Sunday, 24 April 2016
Should you see a ki-rin in your vicinity know that somebody is about to have either a very good or very bad day. It is an agent of truth and order and spies into the minds of those around them to find evil thoughts. To those it finds worthy, it gifts clothing and items, or otherwise appears as an omen of good fortune. The ki-rin is a horse-like creatures that, despite their massive size, have such a light footsteps that they won't bend a blade of grass beneath their hooves.
Doing research on this was interesting. I'd been aware of the kirin/qilin creature for a while, and was well aware of how weird it is that it's called "the unicorn of the east" when most depictions of this dude show him with two. It's more common in Japan to see a kirin with one horn, but most other Asian cultures with a version of this creature go for the two-horn thing. Like a deer. Or a giraffe. Which is actually what the creature is based on, actually. Some Chinese bigwig centuries ago got a giraffe as a gift and was all like, this means I'm super important, and lots of weird iterations later we get the horse-deer-dragon-cloud thing that the qilin appears as. "Kirin" is actually the Japanese word for giraffe, kinda how "baku" is the word for tapir.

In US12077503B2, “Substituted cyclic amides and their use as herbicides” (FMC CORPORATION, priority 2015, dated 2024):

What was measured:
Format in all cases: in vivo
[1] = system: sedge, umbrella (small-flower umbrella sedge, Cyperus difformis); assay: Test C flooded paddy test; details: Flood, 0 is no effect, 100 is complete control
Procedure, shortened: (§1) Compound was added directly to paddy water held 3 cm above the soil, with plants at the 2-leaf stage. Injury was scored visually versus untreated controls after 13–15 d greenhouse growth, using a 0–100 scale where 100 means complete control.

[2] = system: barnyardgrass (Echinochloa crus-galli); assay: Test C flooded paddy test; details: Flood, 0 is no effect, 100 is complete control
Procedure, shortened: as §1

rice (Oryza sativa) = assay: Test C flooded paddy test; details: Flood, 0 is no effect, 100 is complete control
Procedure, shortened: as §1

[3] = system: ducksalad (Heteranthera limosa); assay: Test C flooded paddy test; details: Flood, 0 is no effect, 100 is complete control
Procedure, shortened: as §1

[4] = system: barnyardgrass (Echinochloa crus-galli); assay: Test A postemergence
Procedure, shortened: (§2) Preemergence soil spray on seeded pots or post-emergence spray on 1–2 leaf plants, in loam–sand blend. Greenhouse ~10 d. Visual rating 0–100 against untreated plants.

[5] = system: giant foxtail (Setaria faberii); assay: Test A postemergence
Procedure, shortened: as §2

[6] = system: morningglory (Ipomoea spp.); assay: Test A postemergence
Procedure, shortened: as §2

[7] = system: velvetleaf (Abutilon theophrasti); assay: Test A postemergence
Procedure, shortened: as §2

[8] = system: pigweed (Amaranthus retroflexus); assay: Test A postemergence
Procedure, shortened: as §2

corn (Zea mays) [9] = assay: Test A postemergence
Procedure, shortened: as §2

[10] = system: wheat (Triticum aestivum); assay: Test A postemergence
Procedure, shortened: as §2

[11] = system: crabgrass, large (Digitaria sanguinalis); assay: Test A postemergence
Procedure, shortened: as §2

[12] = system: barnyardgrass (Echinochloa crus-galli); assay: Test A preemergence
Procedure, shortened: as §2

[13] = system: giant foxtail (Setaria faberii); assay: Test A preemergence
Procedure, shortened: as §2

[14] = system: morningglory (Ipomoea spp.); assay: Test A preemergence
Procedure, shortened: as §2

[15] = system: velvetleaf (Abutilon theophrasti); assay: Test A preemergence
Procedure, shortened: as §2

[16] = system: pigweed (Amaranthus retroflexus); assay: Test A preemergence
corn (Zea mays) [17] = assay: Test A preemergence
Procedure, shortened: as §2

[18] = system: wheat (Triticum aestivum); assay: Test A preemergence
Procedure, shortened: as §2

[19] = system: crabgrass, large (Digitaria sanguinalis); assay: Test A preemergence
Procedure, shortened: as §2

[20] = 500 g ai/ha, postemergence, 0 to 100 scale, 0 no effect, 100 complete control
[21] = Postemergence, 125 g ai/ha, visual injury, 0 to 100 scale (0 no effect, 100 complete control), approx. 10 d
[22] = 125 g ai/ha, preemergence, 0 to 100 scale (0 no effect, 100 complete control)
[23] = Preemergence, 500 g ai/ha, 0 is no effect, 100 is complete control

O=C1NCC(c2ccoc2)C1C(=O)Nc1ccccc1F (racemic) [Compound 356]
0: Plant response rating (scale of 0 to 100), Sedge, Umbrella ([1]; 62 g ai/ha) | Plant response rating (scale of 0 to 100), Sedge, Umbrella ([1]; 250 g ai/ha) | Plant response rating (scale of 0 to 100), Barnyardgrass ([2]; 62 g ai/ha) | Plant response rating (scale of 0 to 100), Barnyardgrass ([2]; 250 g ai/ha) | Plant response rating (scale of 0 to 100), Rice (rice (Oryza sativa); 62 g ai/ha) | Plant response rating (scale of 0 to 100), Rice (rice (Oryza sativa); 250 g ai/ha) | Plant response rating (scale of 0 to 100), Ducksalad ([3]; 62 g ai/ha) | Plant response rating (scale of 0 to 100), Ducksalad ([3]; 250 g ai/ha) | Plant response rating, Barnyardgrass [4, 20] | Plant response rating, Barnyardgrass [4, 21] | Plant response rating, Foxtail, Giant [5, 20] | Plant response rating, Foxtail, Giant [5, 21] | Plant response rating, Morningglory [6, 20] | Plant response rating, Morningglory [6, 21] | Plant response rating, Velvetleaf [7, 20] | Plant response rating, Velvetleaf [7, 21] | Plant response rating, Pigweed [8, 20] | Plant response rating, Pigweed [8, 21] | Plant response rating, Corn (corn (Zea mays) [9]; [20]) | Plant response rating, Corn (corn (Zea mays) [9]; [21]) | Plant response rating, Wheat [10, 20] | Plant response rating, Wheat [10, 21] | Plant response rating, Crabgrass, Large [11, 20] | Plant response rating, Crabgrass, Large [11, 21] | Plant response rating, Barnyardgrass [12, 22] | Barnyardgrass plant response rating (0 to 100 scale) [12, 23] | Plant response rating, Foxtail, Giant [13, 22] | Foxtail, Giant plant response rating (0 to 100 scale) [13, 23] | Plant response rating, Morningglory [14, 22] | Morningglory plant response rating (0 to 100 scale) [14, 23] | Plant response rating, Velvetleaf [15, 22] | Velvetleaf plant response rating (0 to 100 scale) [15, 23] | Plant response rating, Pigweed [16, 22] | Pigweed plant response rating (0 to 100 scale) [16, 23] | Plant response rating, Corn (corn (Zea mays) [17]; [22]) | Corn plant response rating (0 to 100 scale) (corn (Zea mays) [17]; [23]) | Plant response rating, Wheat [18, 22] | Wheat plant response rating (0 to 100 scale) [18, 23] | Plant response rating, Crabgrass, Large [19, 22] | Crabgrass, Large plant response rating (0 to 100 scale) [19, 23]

Ki-rin's horn is inspired by this funky little mutant deer skull thing. Oh nature, you goof up sometimes.
Correction: While giraffes and kirin/qilin are closely associated, the mythological creature is likely not based on the other. The earliest mention of a qilin is in 5th century BC China, while a real giraffe was brought to China in the 15th century (i.e. about 2000 years later) by the explorer Zheng He. While it’s possible that the original qilin was based on an ancient giraffe sighting by some other explorer or visitor to China, there is no actual record of this being the case. The Yellow Emperor (from the 2500s BC) supposedly had some qilins, but since he’s more of a King Arthur type legendary figure, we should take that with a grain of salt.
Special thanks to @unikirin for spotting my mistake.